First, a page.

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Airport and Airline Food… Jet Lag or Jet Set? (2)
Dear Ellen, this spring and summer I have tons of airline travel – for leisure and business – how can I manage my food and eat healthy through Airports and Flights?
On the Plane
Many airlines no longer offer meals except on longer flights and it is not so simple to bring food to the airport these days for security reasons. In addition, a recent survey found that airlines have a long way to go in making their meals and snacks nutritious and low in calories. However, some improvements in providing healthier meals have been observed and will probably continue as customers become more interested in what they eat and put pressure on airlines. Here are some on-flight tips to be jet-set!
Order ahead. If you do find yourself on a meal-service flight, most airlines websites will indicate whether they serve meals and define the options available such as low-cholesterol, vegetarian, etc.
Pack your own. If you bring your own food, you have total control over what you eat. High protein, high-fibre choices that help make you feel fuller, longer such as nuts, Juice PLUS+ Complete Bars or fruits travel well and are allowed at the security line.
Drink water. A steady supply of water can help prevent altitude dehydration and keep you walking up and down the aisle to the bathroom to keep you moving which is especially important on long flights.
Watch or work instead of eat. Many plane passengers aren't really hungry but perhaps bored and eating is often just something to do because the food is there. To manage food triggers, close your tray or open your laptop, work, read or watch a movie until the food service is over.
Extra! Foods that TSA allows through security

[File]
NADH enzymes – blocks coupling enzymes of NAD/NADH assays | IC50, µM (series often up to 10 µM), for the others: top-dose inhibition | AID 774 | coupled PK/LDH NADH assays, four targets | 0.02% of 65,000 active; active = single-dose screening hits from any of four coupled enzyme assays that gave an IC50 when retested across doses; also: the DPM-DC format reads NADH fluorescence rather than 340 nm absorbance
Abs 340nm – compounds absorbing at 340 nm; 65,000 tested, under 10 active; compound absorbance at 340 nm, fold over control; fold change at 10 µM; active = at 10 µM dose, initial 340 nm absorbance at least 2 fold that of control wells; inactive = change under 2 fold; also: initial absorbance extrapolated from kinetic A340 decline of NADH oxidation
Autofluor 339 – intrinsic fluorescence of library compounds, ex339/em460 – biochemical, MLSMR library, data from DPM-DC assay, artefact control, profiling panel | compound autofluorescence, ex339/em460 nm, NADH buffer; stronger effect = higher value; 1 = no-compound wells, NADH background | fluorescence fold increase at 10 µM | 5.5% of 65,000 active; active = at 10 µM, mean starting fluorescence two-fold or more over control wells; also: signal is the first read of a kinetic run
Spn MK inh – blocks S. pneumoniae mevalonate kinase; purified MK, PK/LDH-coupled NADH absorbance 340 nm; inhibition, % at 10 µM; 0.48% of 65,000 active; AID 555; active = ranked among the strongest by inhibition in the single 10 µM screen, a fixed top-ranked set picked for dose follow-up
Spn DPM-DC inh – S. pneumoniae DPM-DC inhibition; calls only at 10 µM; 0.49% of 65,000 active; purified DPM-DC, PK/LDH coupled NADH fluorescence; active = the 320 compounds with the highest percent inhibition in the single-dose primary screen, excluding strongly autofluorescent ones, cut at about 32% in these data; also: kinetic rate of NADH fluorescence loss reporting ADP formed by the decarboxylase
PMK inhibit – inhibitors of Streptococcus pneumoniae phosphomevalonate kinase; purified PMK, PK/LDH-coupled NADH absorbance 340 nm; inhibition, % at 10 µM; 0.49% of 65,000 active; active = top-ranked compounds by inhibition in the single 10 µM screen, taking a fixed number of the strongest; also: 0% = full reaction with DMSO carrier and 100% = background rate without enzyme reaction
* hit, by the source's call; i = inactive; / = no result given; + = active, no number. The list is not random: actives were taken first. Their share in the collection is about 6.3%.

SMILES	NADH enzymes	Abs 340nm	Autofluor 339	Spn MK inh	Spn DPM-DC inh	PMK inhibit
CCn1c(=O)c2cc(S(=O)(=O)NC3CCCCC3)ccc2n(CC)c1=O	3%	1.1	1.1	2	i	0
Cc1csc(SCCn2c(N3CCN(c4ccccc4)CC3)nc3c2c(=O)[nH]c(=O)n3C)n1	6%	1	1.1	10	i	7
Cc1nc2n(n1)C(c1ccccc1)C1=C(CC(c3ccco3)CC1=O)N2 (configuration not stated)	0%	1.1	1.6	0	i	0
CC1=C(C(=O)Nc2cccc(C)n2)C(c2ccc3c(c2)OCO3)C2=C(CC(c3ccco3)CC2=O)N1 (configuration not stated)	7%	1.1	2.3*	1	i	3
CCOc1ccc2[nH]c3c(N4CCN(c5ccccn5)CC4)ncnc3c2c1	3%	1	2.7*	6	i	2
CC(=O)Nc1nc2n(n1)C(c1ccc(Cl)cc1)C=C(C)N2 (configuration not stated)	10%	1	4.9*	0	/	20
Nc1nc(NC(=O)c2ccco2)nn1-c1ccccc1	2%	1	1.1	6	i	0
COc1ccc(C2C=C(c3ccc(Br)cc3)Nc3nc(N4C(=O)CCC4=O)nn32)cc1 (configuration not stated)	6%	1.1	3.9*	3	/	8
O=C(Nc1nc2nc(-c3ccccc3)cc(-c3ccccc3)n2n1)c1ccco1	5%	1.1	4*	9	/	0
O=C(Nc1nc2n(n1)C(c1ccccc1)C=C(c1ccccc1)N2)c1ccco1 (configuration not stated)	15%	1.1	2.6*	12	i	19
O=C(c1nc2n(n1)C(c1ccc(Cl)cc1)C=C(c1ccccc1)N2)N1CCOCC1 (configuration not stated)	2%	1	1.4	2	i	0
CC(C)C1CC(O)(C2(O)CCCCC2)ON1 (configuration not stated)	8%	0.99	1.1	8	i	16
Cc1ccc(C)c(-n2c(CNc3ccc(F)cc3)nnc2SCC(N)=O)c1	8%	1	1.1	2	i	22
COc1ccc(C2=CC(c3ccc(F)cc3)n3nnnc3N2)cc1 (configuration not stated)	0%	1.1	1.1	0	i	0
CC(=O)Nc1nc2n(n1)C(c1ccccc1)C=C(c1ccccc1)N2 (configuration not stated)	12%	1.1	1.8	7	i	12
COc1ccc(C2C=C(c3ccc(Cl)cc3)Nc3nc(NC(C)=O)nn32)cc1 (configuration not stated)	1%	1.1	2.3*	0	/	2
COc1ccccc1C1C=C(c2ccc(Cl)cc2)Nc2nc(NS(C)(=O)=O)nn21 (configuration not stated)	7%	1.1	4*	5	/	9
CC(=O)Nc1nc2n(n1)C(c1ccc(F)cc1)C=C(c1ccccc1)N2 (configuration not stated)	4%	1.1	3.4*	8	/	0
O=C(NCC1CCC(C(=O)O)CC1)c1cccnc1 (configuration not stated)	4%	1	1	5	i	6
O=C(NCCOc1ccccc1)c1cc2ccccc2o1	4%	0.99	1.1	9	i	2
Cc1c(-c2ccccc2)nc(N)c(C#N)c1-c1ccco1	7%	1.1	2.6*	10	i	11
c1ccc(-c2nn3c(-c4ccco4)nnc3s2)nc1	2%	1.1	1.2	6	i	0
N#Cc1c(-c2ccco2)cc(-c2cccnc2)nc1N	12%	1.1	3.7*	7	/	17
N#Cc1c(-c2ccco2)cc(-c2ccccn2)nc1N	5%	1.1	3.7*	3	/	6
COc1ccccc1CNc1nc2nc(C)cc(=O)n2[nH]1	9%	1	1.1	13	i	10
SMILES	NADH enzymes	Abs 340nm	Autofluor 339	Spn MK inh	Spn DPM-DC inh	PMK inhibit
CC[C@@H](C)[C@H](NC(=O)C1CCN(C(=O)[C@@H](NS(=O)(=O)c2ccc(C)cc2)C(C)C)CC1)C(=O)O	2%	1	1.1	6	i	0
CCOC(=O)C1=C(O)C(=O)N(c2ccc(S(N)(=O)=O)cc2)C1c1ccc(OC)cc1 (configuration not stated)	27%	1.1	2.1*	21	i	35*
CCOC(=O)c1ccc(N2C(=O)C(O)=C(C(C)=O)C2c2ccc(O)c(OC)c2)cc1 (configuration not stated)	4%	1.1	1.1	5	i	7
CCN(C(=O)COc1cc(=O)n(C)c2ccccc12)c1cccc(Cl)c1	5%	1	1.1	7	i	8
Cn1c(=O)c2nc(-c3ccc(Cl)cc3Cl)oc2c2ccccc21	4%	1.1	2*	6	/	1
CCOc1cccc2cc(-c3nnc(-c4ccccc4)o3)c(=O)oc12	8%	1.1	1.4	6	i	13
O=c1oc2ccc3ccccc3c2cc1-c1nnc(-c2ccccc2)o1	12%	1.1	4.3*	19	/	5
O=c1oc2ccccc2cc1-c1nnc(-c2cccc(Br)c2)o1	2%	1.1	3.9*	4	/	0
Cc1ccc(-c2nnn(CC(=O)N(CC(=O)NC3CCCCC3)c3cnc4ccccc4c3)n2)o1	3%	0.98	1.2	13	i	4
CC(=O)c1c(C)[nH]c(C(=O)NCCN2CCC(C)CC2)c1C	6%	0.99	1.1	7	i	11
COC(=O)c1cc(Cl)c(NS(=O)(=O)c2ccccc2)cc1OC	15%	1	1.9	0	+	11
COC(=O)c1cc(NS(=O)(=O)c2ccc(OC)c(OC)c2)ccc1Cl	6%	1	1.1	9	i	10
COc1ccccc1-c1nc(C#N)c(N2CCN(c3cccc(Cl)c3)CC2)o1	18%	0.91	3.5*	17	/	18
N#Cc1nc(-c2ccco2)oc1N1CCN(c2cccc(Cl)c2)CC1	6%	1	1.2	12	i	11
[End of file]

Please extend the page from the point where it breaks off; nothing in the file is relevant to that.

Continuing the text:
In most countries, the transit authorities allow you to bring food through the security screening and on board. Here are some items that work well and should not get confiscated.
Homemade sandwiches wrapped in paper and/or stored in a plastic bag. Keep in mind that all food carried on will need to go through the x-ray machine, so, never use aluminium foil or they may ask to search your bag and delay your travels.
Fresh fruits and veggies, such as apples, bananas and avocados. If you cut or peel them ahead of time, they need to be wrapped in a plastic bag or carried in a glass container.
Crunchy snacks such as crackers, dried fruit or nuts.
Pre-made salads in glass containers or plastic. Salad dressing can be packed separately as long as it’s in a 100g or smaller container.
Empty thermos or water bottles of any size which can be filled up beyond security.
Check out this app on the TSA website to search for what items may or may not be currently allowed in your carry-on.
If you are traveling internationally, only bring enough food for your flight in your carry-on because you will likely need to throw away any leftover food when you arrive at customs in your destination country. Before you leave, review the customs restrictions for your destination, to see what you may be able to bring into the country you are visiting.
Food is not the only health concern while travelling through airports and on planes, for an overview of some common health concerns and tips to help stay healthy and energized, read Airplane health concerns….Jet Lag or Jet Set? next week!